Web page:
Special Colloquium: Advances in Dose Calculations, Image Processing and Dose Measurements in Radiation Therapy

March 4, 2009
Location: IRMACS Theatre (ASB 10900)
Presenter: Luc Beaulieu, Departement de Physique, de Genie Physique et d'Optique Universite Laval

My research program aims at improving radiation therapy cancer treatments following four major themes: 1) dose optimization, including biological information via image fusion, 2) image processing, 3) application of next generation dose calculation algorithms and 4) development of water equivalent dosimeters. Any of these themes, alone or combined, has the potential to improve the way radiation therapy is used in the clinic.  The research effort covers many applications in radiation therapy treatments, from external beam radiation therapy to permanent prostate seed implants.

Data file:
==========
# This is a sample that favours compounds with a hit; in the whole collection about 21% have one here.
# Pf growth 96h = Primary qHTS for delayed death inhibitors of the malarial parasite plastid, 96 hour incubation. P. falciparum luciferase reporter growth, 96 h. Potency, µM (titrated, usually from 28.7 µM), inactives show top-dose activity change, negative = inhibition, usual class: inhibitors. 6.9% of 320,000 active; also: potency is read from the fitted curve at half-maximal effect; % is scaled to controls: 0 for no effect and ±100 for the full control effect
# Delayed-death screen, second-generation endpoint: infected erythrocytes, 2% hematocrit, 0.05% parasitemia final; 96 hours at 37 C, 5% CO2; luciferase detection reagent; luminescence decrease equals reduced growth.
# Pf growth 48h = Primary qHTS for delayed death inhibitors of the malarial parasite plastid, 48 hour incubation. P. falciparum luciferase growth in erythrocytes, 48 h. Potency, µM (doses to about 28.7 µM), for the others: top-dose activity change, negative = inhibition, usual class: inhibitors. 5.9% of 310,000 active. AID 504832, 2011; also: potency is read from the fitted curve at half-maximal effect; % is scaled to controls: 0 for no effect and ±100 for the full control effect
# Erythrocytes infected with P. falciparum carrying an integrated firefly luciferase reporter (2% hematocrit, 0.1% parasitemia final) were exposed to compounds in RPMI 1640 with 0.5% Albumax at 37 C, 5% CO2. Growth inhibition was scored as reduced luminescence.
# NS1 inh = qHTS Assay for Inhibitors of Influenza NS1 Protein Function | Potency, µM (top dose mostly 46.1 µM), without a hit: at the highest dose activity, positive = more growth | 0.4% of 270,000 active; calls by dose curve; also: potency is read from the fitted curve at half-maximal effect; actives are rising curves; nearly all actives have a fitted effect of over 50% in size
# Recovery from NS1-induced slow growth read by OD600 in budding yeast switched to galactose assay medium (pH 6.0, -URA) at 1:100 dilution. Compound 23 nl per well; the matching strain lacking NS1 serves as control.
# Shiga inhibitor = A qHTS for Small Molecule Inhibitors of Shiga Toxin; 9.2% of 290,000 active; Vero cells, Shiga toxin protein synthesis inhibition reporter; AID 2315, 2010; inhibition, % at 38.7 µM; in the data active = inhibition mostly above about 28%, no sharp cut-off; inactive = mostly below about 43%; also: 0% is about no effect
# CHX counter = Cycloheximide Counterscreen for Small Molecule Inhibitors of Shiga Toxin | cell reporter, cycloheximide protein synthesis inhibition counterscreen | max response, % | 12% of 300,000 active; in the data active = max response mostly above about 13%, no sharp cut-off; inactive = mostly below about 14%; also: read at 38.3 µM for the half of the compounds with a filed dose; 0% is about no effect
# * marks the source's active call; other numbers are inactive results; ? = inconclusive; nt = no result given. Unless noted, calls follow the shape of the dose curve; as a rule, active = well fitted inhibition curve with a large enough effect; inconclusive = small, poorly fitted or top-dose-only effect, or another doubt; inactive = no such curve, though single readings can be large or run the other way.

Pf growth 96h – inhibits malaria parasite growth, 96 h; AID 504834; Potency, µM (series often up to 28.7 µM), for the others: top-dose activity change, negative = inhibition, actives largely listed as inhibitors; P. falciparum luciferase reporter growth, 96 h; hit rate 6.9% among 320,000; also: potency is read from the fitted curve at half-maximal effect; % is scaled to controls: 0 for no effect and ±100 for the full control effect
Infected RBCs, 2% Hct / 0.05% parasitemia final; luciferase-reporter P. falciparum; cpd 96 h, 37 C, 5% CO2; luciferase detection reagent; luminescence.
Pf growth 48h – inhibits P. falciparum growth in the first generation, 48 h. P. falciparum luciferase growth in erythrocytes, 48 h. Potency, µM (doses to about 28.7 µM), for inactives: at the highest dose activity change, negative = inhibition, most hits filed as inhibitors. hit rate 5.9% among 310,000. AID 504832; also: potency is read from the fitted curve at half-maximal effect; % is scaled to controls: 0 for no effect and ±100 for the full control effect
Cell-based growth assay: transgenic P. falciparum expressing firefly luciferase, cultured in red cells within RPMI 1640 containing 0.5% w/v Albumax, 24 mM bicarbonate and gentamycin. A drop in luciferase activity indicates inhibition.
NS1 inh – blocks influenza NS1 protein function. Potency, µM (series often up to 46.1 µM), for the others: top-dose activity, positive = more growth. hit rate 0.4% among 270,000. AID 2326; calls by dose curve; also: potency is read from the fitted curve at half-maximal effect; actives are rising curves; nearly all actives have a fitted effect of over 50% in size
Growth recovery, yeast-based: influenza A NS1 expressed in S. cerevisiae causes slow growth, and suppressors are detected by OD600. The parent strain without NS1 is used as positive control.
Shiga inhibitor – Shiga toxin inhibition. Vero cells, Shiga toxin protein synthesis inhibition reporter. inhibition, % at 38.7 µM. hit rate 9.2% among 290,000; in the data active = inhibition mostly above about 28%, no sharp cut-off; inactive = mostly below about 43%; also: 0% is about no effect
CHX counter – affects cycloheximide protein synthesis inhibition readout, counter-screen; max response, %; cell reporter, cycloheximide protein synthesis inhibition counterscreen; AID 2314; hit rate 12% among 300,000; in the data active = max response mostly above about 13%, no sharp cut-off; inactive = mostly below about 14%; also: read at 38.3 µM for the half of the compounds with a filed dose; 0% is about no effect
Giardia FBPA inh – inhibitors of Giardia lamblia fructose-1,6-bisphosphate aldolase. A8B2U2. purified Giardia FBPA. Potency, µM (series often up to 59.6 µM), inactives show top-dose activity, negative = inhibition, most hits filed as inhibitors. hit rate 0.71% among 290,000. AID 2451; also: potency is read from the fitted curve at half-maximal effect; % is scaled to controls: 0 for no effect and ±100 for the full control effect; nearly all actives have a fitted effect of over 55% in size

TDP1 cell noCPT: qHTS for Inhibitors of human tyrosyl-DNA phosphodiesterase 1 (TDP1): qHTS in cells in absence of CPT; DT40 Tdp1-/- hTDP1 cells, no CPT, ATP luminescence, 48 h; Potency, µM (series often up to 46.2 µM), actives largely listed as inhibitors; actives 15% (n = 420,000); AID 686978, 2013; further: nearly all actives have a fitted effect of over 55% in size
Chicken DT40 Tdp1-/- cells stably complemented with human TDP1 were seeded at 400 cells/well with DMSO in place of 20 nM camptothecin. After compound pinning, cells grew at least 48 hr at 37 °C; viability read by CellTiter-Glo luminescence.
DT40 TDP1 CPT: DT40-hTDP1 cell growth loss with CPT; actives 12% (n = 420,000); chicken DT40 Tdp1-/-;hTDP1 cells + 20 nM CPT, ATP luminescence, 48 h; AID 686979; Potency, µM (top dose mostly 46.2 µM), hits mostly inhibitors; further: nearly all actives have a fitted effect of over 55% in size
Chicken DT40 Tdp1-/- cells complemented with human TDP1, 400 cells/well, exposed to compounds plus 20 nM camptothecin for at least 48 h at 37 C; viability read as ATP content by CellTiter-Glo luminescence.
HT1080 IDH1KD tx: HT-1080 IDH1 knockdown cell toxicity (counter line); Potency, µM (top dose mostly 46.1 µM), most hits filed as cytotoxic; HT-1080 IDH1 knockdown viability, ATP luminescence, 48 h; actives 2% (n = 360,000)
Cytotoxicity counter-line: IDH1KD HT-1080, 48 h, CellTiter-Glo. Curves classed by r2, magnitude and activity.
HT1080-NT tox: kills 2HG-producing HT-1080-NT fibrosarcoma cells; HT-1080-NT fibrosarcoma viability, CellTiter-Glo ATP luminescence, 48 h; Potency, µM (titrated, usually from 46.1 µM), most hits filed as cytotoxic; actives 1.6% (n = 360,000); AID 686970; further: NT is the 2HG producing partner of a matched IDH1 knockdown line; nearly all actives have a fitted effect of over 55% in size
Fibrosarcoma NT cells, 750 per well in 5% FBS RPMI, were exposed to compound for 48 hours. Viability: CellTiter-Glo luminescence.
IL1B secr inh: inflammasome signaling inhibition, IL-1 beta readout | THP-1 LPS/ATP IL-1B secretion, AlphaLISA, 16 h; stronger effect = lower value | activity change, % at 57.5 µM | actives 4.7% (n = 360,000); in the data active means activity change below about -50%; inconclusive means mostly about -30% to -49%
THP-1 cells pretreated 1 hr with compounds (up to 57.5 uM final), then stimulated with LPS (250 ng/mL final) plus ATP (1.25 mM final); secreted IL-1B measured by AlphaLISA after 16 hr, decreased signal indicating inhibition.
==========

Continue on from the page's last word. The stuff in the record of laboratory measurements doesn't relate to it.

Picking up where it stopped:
In this talk, I will look at the impact of three different research projects in the field of brachytherapy, a treatment for which radioactive sources are placed inside or in close proximity to tumor volumes. The first of these is the implementation and use of Monte Carlo dose calculations and its comparison to the actual clinical standard. The wide range of photon source energies and possible geometrical configurations in brachytherapy leads to significant variations in physical processes, e.g. cross sections. These are not well taken into account by the actual clinical standard. In the second projects, the impact of using metallic objects (sources, applicators, …) will be illustrated. Most notably, artifacts in close proximity of metal objects obscure the visibility and skew the CT numbers. CT numbers are ultimately linked to density and materials for accurate dose calculation purposes. Finally, modern radiation therapy treatments use a variety of high precision delivery techniques to literally “paint” the dose to cover the tumor and spare the organs at risk. These modalities have also demonstrated the need for new dosimeters. Over the years, we have developed a new plastic scintillating fiber dosimeters that meet the requirements of high precision, high accuracy for small field dosimetry and in vivo dosimetry. An implementation for brachytherapy will be shown.

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